Tax Season Checklist for Canadian Snowbirds

Tax season tips for Canadian snowbirds

LAST UPDATED: March 12, 2024

As tax season approaches in both Canada and the U.S., many Canadian snowbirds have unique tax considerations they need to take into account.

The complexity of your tax situation will ultimately depend on your specific circumstance and a variety of factors including:

  • Where you spend your winters
  • How much time you spend outside Canada
  • Whether or not you own U.S. real estate
  • If you collect rental income related to your snowbird lifestyle
  • If you own foreign “property” with a cost of over $100,000 CAD
  • If you derive income from U.S. investments

To help you identify the tax issues that may impact your situation, we have prepared the following tax season checklist for snowbirds, which provides an overview of some of the most common tax issues faced by Canadian snowbirds, as well as links to articles on these topics that can provide you with more detailed information.

Please note that tax matters can be quite complex, and this checklist is only an overview. Any tax advice or services you require should be sought from a qualified tax professional, with cross-border tax expertise where required.

Canadian Snowbird Tax Season Checklist:

  1. Are you a U.S. Resident for tax purposes?

Canadian snowbirds who spend extended periods of time in the U.S. risk being considered U.S. residents for tax purposes, which can trigger serious adverse consequences like U.S. tax filing requirements and paying tax in the U.S.

Fortunately, if you know and follow the rules there are a few options that allow snowbirds to avoid or be exempt from being considered a U.S. resident for tax purposes, including the Substantial Presence Test, Closer Connection Exemption (Form 8840) and Canada - U.S. Tax Treaty.

You can learn more about these rules and requirements and how to comply with them in the following articles:

On a side note, it is also important to remember that there are two separate sets of rules Canadians must comply with when counting the number of days they spend in the United States – one for tax purposes and one for immigration purposes.

  1. Do you own U.S. real estate?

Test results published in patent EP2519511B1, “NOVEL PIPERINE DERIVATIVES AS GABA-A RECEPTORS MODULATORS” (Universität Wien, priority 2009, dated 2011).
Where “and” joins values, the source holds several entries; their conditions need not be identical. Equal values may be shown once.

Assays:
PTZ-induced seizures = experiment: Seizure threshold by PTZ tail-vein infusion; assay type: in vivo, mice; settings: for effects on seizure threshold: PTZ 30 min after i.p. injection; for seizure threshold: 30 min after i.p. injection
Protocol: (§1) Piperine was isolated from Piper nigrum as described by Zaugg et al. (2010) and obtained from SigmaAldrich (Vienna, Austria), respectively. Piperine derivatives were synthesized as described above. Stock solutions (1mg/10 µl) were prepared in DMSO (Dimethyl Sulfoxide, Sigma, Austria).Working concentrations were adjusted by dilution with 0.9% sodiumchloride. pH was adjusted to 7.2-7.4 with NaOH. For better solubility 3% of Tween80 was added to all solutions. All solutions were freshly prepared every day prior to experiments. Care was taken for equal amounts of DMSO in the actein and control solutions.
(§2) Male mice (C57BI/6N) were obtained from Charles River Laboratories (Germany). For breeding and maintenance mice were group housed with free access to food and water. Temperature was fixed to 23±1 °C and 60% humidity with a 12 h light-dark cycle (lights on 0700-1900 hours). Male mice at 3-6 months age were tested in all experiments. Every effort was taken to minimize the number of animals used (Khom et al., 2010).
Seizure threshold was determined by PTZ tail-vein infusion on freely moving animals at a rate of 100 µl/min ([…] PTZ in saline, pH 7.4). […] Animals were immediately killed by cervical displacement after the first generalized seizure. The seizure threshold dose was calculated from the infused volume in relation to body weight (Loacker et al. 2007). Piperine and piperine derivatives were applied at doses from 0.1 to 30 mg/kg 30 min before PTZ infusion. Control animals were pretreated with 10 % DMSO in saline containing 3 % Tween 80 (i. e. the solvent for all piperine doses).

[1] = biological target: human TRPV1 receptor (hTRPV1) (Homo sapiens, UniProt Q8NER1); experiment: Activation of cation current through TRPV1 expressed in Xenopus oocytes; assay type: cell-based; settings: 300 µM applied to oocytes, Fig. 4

If you’re a Canadian snowbird who owns U.S. real estate, you may be subject to taxes in the U.S. and/or Canada if you or your spouse pass away, or if you sell or otherwise dispose of your U.S. real estate in the tax year in question.

Whether or not you owe taxes, how much you owe and which country you owe them in will depend on a number of factors including the structure under which you own your U.S. real estate, any estate planning you have undertaken and other factors.

You can learn more about many of the possible tax implications for snowbirds who own U.S. real estate here:

  1. Do you have rental income from U.S. real estate?

If you own U.S. real estate and rent it out for part of the year while you’re not using it, you may have to file a U.S. income tax return and pay taxes on the rental income in the U.S.

You’ll also have to report the income in Canada and may have to pay taxes here as well, although in many cases it will be offset by a foreign tax credit.

You can learn more about taxes on rental income from U.S. properties for Canadians here:

  1. Do you have rental income from Canadian real estate?

Many snowbirds rent out their homes in Canada while they are away for the winter to earn extra income and help cover the costs of their snowbird lifestyles.

If you fall into this category, remember that you’ll need to report this rental income on your Canadian tax return and pay any related income tax.

You can learn more at the link below under the Canadians who earn rental income from U.S. real estate section:

  1. Do you own foreign “Property” with a cost of over $100,000 CAD?

Canadians who own certain types of foreign “property” with a total cost of over $100,000 CAD must disclose the property to Canada Revenue Agency (“CRA”).

You can learn more about disclosure requirements and what qualifies a “foreign property” at the link below under the Canadians who own over a certain amount of U.S assets section:

  1. Do you earn income from U.S. investments?

If you earn income from U.S. investments, the income must be included in your Canadian tax return and you may be required to file a U.S. tax return.

You can learn more at the link below under the Canadians who earn income from U.S. investments section:

  1. Are you a dual citizen?

If you are a dual citizen of Canada and the United States, you need to file tax returns in Canada and the U.S., which can be complex. Accordingly, you may want to seek out a tax advisor who specializes in assisting dual citizens to assist you with your tax returns.

You can learn more at the link below under the Dual citizens tax requirements section:

  1. Can you claim a tax credit for your travel medical insurance?

The cost of travel medical insurance can be quite significant, particularly for snowbirds who are older, have pre-existing medical conditions or are going to be travelling for extended periods of time.

Fortunately, Canadians may be eligible for a tax credit that would allow you to recover a portion of the cost of your travel medical insurance.

You can learn more about how to claim a tax credit for your travel medical insurance in the following article from our sister company Snowbird Advisor Insurance:

Disclaimer: The material provided on the website is for informational purposes only and does NOT constitute legal, tax, accounting, financial, real estate, medical or other advice, and should not be relied on as such. If you require such advice, you should retain a qualified professional to advise you.

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